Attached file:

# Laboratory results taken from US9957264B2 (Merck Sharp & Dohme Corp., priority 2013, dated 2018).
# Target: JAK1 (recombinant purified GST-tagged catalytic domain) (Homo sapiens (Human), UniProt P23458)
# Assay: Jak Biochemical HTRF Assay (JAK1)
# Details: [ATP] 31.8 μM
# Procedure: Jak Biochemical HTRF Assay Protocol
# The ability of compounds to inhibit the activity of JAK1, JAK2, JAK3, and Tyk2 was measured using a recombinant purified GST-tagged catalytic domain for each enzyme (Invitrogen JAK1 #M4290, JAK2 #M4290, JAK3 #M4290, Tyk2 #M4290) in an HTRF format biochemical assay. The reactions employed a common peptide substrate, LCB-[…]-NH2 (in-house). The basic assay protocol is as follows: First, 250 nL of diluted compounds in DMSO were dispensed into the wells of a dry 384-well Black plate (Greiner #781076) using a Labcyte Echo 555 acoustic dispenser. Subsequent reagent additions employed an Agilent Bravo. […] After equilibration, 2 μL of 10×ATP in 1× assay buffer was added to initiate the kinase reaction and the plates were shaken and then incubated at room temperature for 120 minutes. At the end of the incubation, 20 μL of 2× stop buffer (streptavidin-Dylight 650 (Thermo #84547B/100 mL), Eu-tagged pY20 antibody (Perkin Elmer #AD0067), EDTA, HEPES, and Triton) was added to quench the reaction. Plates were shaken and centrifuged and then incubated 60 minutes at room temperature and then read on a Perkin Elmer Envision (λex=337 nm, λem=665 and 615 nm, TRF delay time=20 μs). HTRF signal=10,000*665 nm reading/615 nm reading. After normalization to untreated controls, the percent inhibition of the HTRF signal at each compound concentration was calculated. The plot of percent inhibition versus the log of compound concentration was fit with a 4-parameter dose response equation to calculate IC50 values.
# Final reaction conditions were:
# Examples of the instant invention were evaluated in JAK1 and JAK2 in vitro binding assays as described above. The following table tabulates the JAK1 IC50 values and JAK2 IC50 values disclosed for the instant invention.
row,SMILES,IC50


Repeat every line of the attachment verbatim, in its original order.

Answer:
# Laboratory results taken from US9957264B2 (Merck Sharp & Dohme Corp., priority 2013, dated 2018).
# Target: JAK1 (recombinant purified GST-tagged catalytic domain) (Homo sapiens (Human), UniProt P23458)
# Assay: Jak Biochemical HTRF Assay (JAK1)
# Details: [ATP] 31.8 μM
# Procedure: Jak Biochemical HTRF Assay Protocol
# The ability of compounds to inhibit the activity of JAK1, JAK2, JAK3, and Tyk2 was measured using a recombinant purified GST-tagged catalytic domain for each enzyme (Invitrogen JAK1 #M4290, JAK2 #M4290, JAK3 #M4290, Tyk2 #M4290) in an HTRF format biochemical assay. The reactions employed a common peptide substrate, LCB-[…]-NH2 (in-house). The basic assay protocol is as follows: First, 250 nL of diluted compounds in DMSO were dispensed into the wells of a dry 384-well Black plate (Greiner #781076) using a Labcyte Echo 555 acoustic dispenser. Subsequent reagent additions employed an Agilent Bravo. […] After equilibration, 2 μL of 10×ATP in 1× assay buffer was added to initiate the kinase reaction and the plates were shaken and then incubated at room temperature for 120 minutes. At the end of the incubation, 20 μL of 2× stop buffer (streptavidin-Dylight 650 (Thermo #84547B/100 mL), Eu-tagged pY20 antibody (Perkin Elmer #AD0067), EDTA, HEPES, and Triton) was added to quench the reaction. Plates were shaken and centrifuged and then incubated 60 minutes at room temperature and then read on a Perkin Elmer Envision (λex=337 nm, λem=665 and 615 nm, TRF delay time=20 μs). HTRF signal=10,000*665 nm reading/615 nm reading. After normalization to untreated controls, the percent inhibition of the HTRF signal at each compound concentration was calculated. The plot of percent inhibition versus the log of compound concentration was fit with a 4-parameter dose response equation to calculate IC50 values.
# Final reaction conditions were:
# Examples of the instant invention were evaluated in JAK1 and JAK2 in vitro binding assays as described above. The following table tabulates the JAK1 IC50 values and JAK2 IC50 values disclosed for the instant invention.
row,SMILES,IC50